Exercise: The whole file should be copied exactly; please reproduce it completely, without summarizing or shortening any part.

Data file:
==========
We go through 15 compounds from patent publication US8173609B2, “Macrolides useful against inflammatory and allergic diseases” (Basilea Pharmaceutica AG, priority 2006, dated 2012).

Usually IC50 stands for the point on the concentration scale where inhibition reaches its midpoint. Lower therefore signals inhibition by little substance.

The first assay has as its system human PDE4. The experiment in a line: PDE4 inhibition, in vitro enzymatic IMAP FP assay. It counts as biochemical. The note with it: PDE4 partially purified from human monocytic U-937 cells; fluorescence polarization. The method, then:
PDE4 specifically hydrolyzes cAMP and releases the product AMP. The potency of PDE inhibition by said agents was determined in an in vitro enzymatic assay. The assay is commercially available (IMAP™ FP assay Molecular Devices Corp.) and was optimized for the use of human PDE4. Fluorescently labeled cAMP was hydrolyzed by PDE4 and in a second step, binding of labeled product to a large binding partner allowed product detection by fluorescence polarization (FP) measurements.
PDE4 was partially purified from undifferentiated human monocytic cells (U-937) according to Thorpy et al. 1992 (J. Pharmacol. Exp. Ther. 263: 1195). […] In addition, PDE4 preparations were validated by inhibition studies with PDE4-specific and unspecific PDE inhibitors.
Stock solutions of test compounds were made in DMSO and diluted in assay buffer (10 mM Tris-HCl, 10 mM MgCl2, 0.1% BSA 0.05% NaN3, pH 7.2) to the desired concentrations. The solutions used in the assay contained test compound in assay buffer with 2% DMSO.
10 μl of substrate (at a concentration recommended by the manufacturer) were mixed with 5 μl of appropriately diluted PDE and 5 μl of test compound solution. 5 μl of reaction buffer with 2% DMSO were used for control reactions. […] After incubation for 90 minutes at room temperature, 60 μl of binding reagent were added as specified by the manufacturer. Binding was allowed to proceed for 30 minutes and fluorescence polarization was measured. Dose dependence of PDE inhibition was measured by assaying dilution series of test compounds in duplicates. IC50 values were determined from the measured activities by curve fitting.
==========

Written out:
We go through 15 compounds from patent publication US8173609B2, “Macrolides useful against inflammatory and allergic diseases” (Basilea Pharmaceutica AG, priority 2006, dated 2012).

Usually IC50 stands for the point on the concentration scale where inhibition reaches its midpoint. Lower therefore signals inhibition by little substance.

The first assay has as its system human PDE4. The experiment in a line: PDE4 inhibition, in vitro enzymatic IMAP FP assay. It counts as biochemical. The note with it: PDE4 partially purified from human monocytic U-937 cells; fluorescence polarization. The method, then:
PDE4 specifically hydrolyzes cAMP and releases the product AMP. The potency of PDE inhibition by said agents was determined in an in vitro enzymatic assay. The assay is commercially available (IMAP™ FP assay Molecular Devices Corp.) and was optimized for the use of human PDE4. Fluorescently labeled cAMP was hydrolyzed by PDE4 and in a second step, binding of labeled product to a large binding partner allowed product detection by fluorescence polarization (FP) measurements.
PDE4 was partially purified from undifferentiated human monocytic cells (U-937) according to Thorpy et al. 1992 (J. Pharmacol. Exp. Ther. 263: 1195). […] In addition, PDE4 preparations were validated by inhibition studies with PDE4-specific and unspecific PDE inhibitors.
Stock solutions of test compounds were made in DMSO and diluted in assay buffer (10 mM Tris-HCl, 10 mM MgCl2, 0.1% BSA 0.05% NaN3, pH 7.2) to the desired concentrations. The solutions used in the assay contained test compound in assay buffer with 2% DMSO.
10 μl of substrate (at a concentration recommended by the manufacturer) were mixed with 5 μl of appropriately diluted PDE and 5 μl of test compound solution. 5 μl of reaction buffer with 2% DMSO were used for control reactions. […] After incubation for 90 minutes at room temperature, 60 μl of binding reagent were added as specified by the manufacturer. Binding was allowed to proceed for 30 minutes and fluorescence polarization was measured. Dose dependence of PDE inhibition was measured by assaying dilution series of test compounds in duplicates. IC50 values were determined from the measured activities by curve fitting.